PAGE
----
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Hi to everyone on this lovely Pit Bull Awareness Day!
I ran this over and over trying to find a start that was suitable for a group or breed of dog responsible, in part, for the woman I have become. How do I talk about awareness of an animal and subsequent awareness of a subject I’ve been living with, fighting for, crying over, laughing over, fostering, adopting out, and worrying about the state of for 20+ years? Gotta start somewhere…
Some of the hardest struggles and most intense conversations have been because of, or over, pit bulls. Some of the most stoic, sick and beat up dogs I’ve ever met and had hands on were pit bulls… also, unequivocally, the most resilient dogs EVER. Categorize “pit bulls” how you want, as a breed, as a group, however it works for you. Protectiveness is part of my makeup because of what I’ve seen as far as what humans can do to a dog. Not a day goes by that I’m not thankful for these dogs.
I met LIX’s co founder and my dear and trusted friend, Erin, because of pit bulls. The situation leading up? A neglected pit bull… who turned into a great Mom about a week after being liberated from her unfortunate living situation. We ‘cheeseburgered’ her into a car and off she went to find a great home with the people who fostered her… but out of her litter came our LIX mascot, Diesel. Erin and I formed a true friendship and respect for each other, joined forces in the PNW and ran our own rescue for a number of years. We have been frontline at council meetings, fighting legislation, adopting out dogs, pulling from shelter, trying, trying and trying for a breed of dog who had become part of each of our souls.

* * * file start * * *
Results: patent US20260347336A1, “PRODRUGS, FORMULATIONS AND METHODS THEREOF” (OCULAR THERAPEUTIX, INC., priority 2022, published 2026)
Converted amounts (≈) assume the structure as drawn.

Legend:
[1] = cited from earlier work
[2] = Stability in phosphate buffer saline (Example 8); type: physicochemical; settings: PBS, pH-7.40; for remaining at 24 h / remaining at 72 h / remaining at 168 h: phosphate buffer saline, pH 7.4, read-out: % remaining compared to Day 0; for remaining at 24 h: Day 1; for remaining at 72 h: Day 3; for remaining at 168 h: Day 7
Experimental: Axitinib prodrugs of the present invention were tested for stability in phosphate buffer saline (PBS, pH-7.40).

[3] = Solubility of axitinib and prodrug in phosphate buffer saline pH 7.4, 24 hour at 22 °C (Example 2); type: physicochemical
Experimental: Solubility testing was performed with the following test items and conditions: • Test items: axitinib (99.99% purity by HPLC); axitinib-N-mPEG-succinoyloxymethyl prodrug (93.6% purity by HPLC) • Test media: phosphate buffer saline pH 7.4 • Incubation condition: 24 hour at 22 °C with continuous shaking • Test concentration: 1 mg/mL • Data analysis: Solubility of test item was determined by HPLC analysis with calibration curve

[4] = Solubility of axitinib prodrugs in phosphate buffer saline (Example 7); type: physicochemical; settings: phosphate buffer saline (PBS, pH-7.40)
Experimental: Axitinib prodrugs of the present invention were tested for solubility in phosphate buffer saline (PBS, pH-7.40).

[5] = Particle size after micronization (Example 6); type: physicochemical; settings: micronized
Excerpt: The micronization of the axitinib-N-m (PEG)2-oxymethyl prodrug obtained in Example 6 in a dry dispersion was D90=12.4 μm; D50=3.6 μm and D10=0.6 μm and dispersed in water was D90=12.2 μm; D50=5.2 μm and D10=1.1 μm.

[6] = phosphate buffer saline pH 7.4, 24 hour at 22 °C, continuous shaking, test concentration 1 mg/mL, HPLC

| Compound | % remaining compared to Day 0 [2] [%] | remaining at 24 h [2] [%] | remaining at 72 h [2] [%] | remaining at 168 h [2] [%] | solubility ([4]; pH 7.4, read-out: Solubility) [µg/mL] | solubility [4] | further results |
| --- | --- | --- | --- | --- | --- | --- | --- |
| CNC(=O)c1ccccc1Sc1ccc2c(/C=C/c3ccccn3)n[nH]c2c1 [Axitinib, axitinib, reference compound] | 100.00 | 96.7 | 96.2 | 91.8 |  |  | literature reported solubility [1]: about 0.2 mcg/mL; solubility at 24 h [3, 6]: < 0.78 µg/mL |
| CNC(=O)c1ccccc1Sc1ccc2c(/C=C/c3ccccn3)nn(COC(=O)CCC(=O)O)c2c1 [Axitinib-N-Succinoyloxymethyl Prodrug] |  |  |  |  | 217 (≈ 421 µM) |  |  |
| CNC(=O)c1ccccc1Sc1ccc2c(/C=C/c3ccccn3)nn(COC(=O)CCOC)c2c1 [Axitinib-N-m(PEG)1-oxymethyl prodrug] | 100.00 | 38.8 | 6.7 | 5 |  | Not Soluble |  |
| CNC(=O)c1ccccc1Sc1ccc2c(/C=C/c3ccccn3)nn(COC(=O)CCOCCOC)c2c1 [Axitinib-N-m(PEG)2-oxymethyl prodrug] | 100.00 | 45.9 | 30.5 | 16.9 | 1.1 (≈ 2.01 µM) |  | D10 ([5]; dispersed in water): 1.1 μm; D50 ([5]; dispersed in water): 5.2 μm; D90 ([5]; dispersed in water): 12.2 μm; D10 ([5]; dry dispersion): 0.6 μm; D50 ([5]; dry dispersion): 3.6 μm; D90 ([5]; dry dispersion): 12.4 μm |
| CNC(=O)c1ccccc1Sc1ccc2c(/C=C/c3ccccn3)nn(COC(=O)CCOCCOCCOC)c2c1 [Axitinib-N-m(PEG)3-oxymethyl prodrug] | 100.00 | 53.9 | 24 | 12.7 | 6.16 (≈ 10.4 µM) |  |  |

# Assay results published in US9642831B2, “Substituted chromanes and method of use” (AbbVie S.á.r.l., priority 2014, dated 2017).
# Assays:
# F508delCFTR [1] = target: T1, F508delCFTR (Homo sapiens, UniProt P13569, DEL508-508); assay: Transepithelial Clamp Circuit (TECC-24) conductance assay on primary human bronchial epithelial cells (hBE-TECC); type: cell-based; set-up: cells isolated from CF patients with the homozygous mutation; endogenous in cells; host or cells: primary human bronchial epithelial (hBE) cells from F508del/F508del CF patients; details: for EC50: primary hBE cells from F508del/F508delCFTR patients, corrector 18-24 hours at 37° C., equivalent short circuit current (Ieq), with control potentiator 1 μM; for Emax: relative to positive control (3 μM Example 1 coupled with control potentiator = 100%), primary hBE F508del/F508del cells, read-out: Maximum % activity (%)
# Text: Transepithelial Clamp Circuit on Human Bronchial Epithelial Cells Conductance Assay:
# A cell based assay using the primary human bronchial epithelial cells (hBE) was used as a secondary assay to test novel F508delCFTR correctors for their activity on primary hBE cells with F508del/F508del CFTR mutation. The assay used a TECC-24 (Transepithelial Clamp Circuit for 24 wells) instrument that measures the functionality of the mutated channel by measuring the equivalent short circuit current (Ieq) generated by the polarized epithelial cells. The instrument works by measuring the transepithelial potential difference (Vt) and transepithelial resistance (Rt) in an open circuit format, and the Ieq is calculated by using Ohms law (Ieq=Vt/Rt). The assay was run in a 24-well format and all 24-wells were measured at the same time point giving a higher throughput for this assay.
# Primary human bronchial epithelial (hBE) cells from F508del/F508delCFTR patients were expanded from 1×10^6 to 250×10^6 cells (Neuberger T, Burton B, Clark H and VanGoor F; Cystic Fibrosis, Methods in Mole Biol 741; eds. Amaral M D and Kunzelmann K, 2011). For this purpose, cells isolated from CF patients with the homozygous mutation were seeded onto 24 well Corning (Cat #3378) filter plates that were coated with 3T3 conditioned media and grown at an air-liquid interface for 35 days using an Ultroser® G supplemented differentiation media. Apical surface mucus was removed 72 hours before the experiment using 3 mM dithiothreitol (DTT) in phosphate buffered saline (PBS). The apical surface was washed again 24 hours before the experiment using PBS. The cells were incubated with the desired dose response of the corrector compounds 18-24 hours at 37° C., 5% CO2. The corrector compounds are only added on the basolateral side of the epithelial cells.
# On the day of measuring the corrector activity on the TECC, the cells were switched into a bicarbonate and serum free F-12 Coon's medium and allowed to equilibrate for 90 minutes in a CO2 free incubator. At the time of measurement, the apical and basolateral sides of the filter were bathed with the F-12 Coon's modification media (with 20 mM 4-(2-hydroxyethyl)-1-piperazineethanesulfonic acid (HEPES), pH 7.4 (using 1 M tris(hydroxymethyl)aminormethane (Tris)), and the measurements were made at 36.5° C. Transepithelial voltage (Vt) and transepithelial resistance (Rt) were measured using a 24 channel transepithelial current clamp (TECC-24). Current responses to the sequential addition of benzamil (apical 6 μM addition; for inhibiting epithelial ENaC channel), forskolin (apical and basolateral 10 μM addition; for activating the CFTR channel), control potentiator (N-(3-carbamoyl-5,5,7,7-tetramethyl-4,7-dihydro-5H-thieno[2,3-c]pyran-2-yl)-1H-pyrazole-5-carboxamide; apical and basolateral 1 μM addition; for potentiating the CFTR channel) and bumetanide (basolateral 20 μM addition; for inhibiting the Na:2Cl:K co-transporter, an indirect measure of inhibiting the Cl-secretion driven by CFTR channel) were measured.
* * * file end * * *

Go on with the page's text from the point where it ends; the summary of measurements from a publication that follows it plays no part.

Some of my closest friends have been made through adopting a dog out of our rescue group. To this day, they’re the people I know will be there if I need them and they know, I hope, I’ll be there if and when they need. There is something about fighting city and state legislation, hate, bias and uneducated opinion to simply live with a dog. There is something that changes that part of you who wants to be non confrontational when a dog (or human) is suffering and these dogs, specifically, taught me a whole other level of commitment and fight. Frontline is where you are when you have these dogs… if you have them in your life for the spectacular animals they are, you understand. If you don’t and you think they aren’t the breed choice for you, and you still hold space and grace for those of us who DO choose them, thank you. I can’t say that enough.
They are phenomenal dogs. Funny, silly, strong, quiet, loud, stoic and always at our side are a few of the traits we all know and love. ALWAYS. It’s interesting that a number of people over the years have found these dogs and learned to fight for them. Every day it’s something for them. Every day we see how many sit in shelter due to neglect or due to a family being faced with losing their home because of the breed of dog they chose to live with and, before anyone jumps to conclusions, it’s NOT widely known that you can’t have a breed of dog when choose to live somewhere. It’s just not…at least not to anyone outside the people who have lived the fight. There are cities who have council stating and voting to end the breed specific legislation and a corresponding state law prohibiting legislation only to have the mayor decide he’d like to keep the legislation (DENVER) despite hundreds of experts refuting.